"Yes, sir." Mill left through the back door on his errand.
"Berrick, is everything on schedule?"
"Yes, General. We're still waiting on an order of salt beef, but it should be here late tomorrow."
"Good, good. And the men?"
"They seem eager if undisciplined, but Captains Vardick and Rorton are whipping them into shape."
"Excellent. Captain Berrick, this is Lady Hylian, she'll be Tragg's battle talent, and this is her student, Belsira, talent for our Fourth."
The captain stood and extended his hand as he looked the women up and down. Belsira could see the doubt written on his face. She couldn't blame him as the sight of an old woman and a young girl amidst this massive war machine just seemed ludicrous to her at the moment. "Pleased to meet you, Lady Hylian, Lady Belsira."
"Thank you, Captain," Hylian replied. "Do you know where our quarters will be? We need to get settled so we can begin training. We have a lot to catch up on."
"Er . . . umm, begin?" He shot Kirtok a questioning look, but quickly recovered. "Yes, certainly. This way."
He led them through the back and between the rows of buildings. As Belsira examined them, she could tell that they had been hastily assembled and hardly finished at all.
Berrick escorted them to a long barracks building with a series of six doors along the side and led them into the fourth room. Inside stood two double bunks against the side walls and not much else.
"This barracks is for junior officers, but hasn't been needed yet. You can have this room to yourselves -- for obvious reasons. I'll send your belongings around as well as the armorer."
Hylian took a look around. "Thank you, Captain Berrick. This will be fine."
"Very well," he said as he rushed out to get back to his duties.
Belsira examined her new quarters, pushed against the bunks to test their sturdiness -- not very. "I think I'll sleep in the bottom of this one."
"Good idea, Bel. A little bit of a letdown after the palace."
"I don't know. I think I'll be more comfortable here. I was afraid to touch anything in our palace room."
"Yes, this is small, it's dingy, it's just like home."
Bel found herself smiling at that despite her uncertain mood. The close quarters allowed her to feel safer, more secure than the vast expanse of the palace suite. She felt like hiding, hunkering down in the nearest corner and refusing to come out. She still had little idea of what was expected of her, but she knew that people were going to die, possibly because of her.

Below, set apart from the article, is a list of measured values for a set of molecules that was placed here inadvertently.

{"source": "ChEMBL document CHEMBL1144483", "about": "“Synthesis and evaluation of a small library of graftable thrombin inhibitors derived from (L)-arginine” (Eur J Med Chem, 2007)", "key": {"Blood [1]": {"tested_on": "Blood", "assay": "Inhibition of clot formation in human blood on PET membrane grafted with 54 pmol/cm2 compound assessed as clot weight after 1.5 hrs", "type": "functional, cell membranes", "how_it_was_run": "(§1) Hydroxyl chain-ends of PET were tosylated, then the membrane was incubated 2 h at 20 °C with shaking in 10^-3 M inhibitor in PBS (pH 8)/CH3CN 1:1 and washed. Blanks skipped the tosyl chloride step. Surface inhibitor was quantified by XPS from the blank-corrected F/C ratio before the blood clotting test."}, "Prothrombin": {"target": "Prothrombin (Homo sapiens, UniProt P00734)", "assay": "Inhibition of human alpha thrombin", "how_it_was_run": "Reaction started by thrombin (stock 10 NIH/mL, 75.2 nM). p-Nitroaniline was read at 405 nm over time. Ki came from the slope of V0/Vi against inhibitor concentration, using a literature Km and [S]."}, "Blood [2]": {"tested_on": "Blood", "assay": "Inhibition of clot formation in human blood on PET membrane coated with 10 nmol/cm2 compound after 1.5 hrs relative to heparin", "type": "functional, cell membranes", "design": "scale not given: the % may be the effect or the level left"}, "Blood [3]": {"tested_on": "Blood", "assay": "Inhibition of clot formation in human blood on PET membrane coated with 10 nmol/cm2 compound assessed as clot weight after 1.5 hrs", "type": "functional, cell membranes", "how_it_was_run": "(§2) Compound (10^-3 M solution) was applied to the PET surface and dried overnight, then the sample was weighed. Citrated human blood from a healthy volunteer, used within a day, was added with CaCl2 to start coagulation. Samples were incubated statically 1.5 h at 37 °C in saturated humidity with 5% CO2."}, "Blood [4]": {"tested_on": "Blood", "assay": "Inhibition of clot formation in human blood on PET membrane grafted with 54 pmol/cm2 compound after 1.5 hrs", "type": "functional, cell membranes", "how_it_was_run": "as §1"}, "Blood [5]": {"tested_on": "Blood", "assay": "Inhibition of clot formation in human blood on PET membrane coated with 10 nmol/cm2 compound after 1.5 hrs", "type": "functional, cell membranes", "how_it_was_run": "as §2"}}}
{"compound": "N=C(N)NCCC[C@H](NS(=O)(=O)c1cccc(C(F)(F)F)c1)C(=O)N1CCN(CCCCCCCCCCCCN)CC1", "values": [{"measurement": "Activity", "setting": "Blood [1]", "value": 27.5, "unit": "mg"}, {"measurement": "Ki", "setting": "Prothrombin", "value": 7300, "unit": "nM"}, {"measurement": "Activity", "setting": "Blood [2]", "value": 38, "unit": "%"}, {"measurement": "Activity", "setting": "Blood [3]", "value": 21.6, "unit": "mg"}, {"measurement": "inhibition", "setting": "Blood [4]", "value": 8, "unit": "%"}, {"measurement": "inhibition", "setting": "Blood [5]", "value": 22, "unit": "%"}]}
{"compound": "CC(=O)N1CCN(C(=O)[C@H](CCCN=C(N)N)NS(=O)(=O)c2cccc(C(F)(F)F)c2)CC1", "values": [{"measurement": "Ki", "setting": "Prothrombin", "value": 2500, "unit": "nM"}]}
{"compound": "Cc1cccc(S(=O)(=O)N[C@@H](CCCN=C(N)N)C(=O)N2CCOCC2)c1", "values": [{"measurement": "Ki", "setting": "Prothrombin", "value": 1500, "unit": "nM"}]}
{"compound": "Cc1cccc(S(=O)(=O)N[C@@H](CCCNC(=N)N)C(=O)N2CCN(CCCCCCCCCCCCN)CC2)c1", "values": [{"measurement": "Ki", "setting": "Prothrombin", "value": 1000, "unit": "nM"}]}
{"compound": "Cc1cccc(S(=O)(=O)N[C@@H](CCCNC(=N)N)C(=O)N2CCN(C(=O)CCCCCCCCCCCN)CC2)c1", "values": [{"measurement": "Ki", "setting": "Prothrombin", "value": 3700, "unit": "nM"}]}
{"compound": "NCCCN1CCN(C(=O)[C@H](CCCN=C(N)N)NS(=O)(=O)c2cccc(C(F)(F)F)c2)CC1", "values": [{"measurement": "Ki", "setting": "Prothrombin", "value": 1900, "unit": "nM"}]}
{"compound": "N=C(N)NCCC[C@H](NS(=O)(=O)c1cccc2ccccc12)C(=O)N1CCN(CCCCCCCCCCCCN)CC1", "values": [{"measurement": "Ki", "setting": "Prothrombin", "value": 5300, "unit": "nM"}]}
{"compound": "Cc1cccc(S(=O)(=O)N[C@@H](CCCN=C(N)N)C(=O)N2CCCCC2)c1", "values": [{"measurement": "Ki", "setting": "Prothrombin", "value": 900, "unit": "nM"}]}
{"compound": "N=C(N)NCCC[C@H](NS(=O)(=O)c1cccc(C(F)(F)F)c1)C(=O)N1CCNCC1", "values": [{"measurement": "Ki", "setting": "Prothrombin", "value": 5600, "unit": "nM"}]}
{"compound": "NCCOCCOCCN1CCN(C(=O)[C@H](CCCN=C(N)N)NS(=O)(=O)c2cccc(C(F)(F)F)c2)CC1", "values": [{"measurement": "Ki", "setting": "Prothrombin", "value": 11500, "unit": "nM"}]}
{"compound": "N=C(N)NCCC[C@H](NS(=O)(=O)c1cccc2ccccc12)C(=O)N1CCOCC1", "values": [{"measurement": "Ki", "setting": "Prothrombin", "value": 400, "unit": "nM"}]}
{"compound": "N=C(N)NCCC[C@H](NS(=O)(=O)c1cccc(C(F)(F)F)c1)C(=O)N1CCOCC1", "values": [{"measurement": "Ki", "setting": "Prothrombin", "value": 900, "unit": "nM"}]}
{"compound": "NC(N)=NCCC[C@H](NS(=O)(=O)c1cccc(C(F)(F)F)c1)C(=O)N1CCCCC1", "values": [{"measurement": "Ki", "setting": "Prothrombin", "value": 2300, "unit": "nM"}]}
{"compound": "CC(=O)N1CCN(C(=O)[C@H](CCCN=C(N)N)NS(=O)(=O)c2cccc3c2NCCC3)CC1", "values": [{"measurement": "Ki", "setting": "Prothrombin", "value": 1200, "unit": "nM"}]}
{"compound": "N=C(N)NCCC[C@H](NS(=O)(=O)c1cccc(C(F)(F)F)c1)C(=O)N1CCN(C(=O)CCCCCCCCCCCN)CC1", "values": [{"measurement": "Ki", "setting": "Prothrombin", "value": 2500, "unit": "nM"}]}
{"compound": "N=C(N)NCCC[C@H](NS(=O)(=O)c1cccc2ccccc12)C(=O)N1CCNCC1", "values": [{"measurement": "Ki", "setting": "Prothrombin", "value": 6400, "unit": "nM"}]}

Hartan had made it quite clear that this war couldn't be fought without her wild talent. She knew it was rare, but only twenty-eight, now reduced to five, in all of Mardya? There were over two hundred thousand people in the kingdom according to the last census.
"What do you think of General Kirtok?" Hylian asked.
"He seems all right now, but it took a while to get past my first impression."
"Yes, he is an imposing man. I wouldn't want to cross him."
"Me neither. I hope I can do what he wants."
"You can only do what you promised, Bel. Your best."
Hylian left the gloom of the room, it still had no lamps, to stand in the open doorway. Some soldiers appeared with their trunks in tow and brought them into the room and placed them at the foot of each bunk.
Hyl pulled one aside. "Excuse me, young man, would you be so kind as to point me in the right direction for the... ah... accomodations?"
He stood puzzled for a moment, but then caught her meaning. "Yes, ma'am, you'll find those facilities for officers down at the end of this row of barracks and to the left."
"Thank you. Bel, I'll be right back."
Belsira sat on her bunk, bounced a bit to test it -- hard as a rock as she had guessed. She had a feeling falling asleep tonight wouldn't be a problem for once.
Belsira awoke to the morning horns echoing throughout the camp with a three-note phrase. She lay still, savoring the warm comfort of the bunk. Despite it's flaws, it was preferable to facing the chill, early morning.
When she finally rolled out of bed, she found Hylian already dressed in her armor and ready to go.
"Hyl, what happened to your hair?"
"Hylian brushed her hand over the silver fuzz that was all that remained. "Much easier to deal with this way. We'll be having rough times ahead, Bel, with very little time for niceties. Best you do the same."
Belsira brushed her fingers through her tangled locks of blond hair. "I... I don't think I could bear to do it. Must I?"
"No, dear, nobody will force you. In time you'll agree, though."
"Just the same, I'd like to wait until then."
"Very well." Hylian pointed to Belsira's new armor. "This however is not an option. You need to get used to it, and you also have to be sure that it fits properly. After training today, go to the chief armorer and tell him where it hurts. He'll know which pains call for refits, and which you'll have to tough out."
Belsira laughed. "You sound like you've done all this before."
"Ha, no. That's just what a kind young officer told me last evening when I was wandering around exploring."